Anonymous Cail Corishev December 17, 2014 12:45 PM  

I recently read a mystery novel from the 80s that included a few snippets of BASIC programming. (It also included British guns, so it's kinda in the Ilk wheelhouse with guns and programming. If anyone likes mysteries, check out Twice Shy by Dick Francis. One of his better ones, in my opinion as a big fan of his books prior to about 1997 or so.)

Anyway, one of the bits of BASIC code was exactly and obviously wrong. I chuckled and went on. It wasn't critical to the story, so it was really no more important than a typo. On the other hand, if one of the guns had acted completely other than it should, that would have directly impacted the story because it would mean the guy really couldn't have done what he did, so that would have been a lot more annoying.

Blogger Josh December 17, 2014 12:46 PM  

If you want to complain about A THRONE OF BONES, complain about the escape from the besieged casta. That one, I screwed up, plain and simple, being too blown away by the incredible quantity of dirt a legion moved every single time they set up camp.

And, counter to the OMG NO EDITING claim, didn't that get revised?

Anonymous Giraffe December 17, 2014 12:49 PM  

..... I quietly open the breach, slide a shell in and quietly move the forestock forward. Well...the buck was in my sights, I took the safety off, took a breath to calm my nerves and pulled the trigger...and nothing.....

That should have worked. I do that fairly often. Maybe you didn't have the slide all the way forward to lock the bolt.

Anonymous Don December 17, 2014 12:50 PM  

Never read a 'Reacher' book but Ryan Hurst? Opie from Sons of Anarchy seems to physically fit the description. The guy is huge.

Anonymous VD December 17, 2014 12:54 PM  

And, counter to the OMG NO EDITING claim, didn't that get revised?

First, ATOB isn't even a reasonable complaint about Castalia. It was edited, fully, by the experienced editor at Marcher Lord. He just missed that one. And I was actually referring to the revision; I did extend the time and shorten the distance as much as I could there without rewriting the scene, it's now less incredible but still on the unlikely side.

However, no one seems to notice anymore, so I seem to have papered that blunder over sufficiently. I'll probably revisit it when we redo the hardcover when Book Two comes out next year.

Blogger JartStar December 17, 2014 12:55 PM  

tz - Can you cite three current publishers of new (in the last 20 years) fiction which meets your exacting editorial demands?

Anonymous Daniel December 17, 2014 1:03 PM  

Just getting guns right is enough to make a book sell well. The Bob the Nailer books are really not that good... but he gets all the gun stuff right... and that's enough.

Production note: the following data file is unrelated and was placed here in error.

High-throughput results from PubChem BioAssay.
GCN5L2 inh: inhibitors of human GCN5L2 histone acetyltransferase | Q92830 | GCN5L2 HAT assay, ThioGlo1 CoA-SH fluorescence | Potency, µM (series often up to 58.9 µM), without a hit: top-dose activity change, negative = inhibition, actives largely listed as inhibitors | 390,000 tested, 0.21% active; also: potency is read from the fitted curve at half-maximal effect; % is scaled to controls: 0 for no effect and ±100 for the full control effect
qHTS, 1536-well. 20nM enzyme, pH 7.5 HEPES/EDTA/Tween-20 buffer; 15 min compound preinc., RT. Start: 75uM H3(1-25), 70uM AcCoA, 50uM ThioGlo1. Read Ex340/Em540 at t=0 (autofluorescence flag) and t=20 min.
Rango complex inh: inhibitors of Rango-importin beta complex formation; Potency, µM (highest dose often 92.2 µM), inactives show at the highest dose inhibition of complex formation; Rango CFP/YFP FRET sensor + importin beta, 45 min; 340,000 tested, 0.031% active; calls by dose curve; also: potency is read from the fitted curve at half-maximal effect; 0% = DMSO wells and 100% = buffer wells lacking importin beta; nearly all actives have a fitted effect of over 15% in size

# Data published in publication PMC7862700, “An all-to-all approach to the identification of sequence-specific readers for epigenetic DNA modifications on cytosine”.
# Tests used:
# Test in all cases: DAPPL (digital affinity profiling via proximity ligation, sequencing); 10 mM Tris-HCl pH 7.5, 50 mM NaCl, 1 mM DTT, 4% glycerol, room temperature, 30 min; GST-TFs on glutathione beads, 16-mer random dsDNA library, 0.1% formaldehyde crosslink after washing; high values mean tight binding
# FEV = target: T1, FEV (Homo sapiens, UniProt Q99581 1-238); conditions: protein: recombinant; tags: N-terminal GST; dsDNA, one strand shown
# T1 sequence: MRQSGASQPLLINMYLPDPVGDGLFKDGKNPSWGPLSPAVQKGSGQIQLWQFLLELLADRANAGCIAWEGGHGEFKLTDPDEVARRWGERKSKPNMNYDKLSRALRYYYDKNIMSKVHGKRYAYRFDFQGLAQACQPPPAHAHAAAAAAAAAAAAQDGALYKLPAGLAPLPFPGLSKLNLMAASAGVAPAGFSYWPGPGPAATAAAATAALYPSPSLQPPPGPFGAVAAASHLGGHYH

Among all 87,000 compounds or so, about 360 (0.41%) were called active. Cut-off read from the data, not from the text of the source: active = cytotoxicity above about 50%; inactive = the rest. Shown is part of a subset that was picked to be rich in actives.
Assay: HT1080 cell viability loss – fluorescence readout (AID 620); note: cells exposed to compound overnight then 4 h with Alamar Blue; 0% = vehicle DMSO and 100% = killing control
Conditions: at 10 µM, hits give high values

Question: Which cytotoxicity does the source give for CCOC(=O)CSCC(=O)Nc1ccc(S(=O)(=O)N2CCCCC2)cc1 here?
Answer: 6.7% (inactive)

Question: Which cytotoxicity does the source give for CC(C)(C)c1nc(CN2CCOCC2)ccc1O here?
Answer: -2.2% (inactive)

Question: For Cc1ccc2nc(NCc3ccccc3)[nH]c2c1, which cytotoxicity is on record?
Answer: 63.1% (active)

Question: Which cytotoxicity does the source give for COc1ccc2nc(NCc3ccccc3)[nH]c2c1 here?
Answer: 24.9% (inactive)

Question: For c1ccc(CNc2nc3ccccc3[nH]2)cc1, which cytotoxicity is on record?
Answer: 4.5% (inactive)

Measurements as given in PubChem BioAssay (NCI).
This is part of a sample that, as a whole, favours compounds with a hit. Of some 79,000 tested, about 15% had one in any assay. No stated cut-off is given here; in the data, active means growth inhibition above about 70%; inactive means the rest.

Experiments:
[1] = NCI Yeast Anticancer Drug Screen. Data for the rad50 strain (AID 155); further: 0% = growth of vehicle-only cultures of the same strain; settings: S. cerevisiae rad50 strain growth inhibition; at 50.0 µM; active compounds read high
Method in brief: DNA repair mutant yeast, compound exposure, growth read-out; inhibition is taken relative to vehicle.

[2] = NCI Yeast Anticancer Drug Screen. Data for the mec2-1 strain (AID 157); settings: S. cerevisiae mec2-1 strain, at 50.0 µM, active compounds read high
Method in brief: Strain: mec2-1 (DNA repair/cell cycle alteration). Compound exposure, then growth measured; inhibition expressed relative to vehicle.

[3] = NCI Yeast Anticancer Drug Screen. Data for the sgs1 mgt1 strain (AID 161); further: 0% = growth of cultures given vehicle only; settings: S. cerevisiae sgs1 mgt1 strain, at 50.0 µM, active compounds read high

Absolutely. You can sell plenty of books if you get the core point of interest obsessively correct. Not everyone reads books for the same reasons. In fact, there's definitely a market for people who won't gripe about the poor quality of a story, but will throw their kindle fire into an actual fire because a shooter puts his thumb on the nape of his Glock.

Anonymous Giraffe December 17, 2014 1:08 PM  

However, no one seems to notice anymore, so I seem to have papered that blunder over sufficiently. I'll probably revisit it when we redo the hardcover when Book Two comes out next year.

I think you make more of an issue out of it than it really was. I noticed it when I read it. I was thinking at the time that the logistics of a tunnel aren't that simple. But I didn't know how far a stadia was, so I didn't know how long a tunnel it was supposed to be so I didn't dwell on it. It didn't take me out of the story and make me think, "this author is an idiot".

Mileage may vary for others.

Anonymous Daniel December 17, 2014 1:10 PM  

Not even sure who you could cast as Reacher -- maybe Ahnold back in the day. How many 6' 5", 240lb actors are there?

Dolph Lundgren, today. He could do it, in fact he should do it. Even his face is perfect (looked too boyish 20 years ago). He is completely underrated as a still viable--if old--action guy.

Anonymous Giraffe December 17, 2014 1:29 PM  

Dolph Lundgren, today. He could do it,

Bingo.

Anonymous Meh December 17, 2014 2:10 PM  

Dolph is pushing 60. Too long in the tooth.

Jason Statham would work.

Anonymous Giuseppe December 17, 2014 2:29 PM  

You misunderstand. It's the literary version of an accomplished turd. As a writer you could shit that stuff out with only marginal effort.

Anonymous Jack Amok December 18, 2014 2:23 AM  

However, no one seems to notice anymore,

FWIW, I consider that scene the weakest one of your's I've read. Realistically, that's praising with faint damnation, but don't get lazy.

Anonymous Michael Maier December 18, 2014 2:36 PM  

Nate December 17, 2014 12:29 PM Just getting guns right is enough to make a book sell well. The Bob the Nailer books are really not that good... but he gets all the gun stuff right... and that's enough.

Movie didn't, though. They had the baddies putting a .50cal slug of Nailer's into a paper sabot to be shot out of another .50cal by the crippled Commie. Oops.

Anonymous Anonymous December 21, 2014 4:26 PM  

dramatically flipping off the safety on a gun that doesn’t have one

I had not realized that firearm safeties were so sensitive. Or so aware.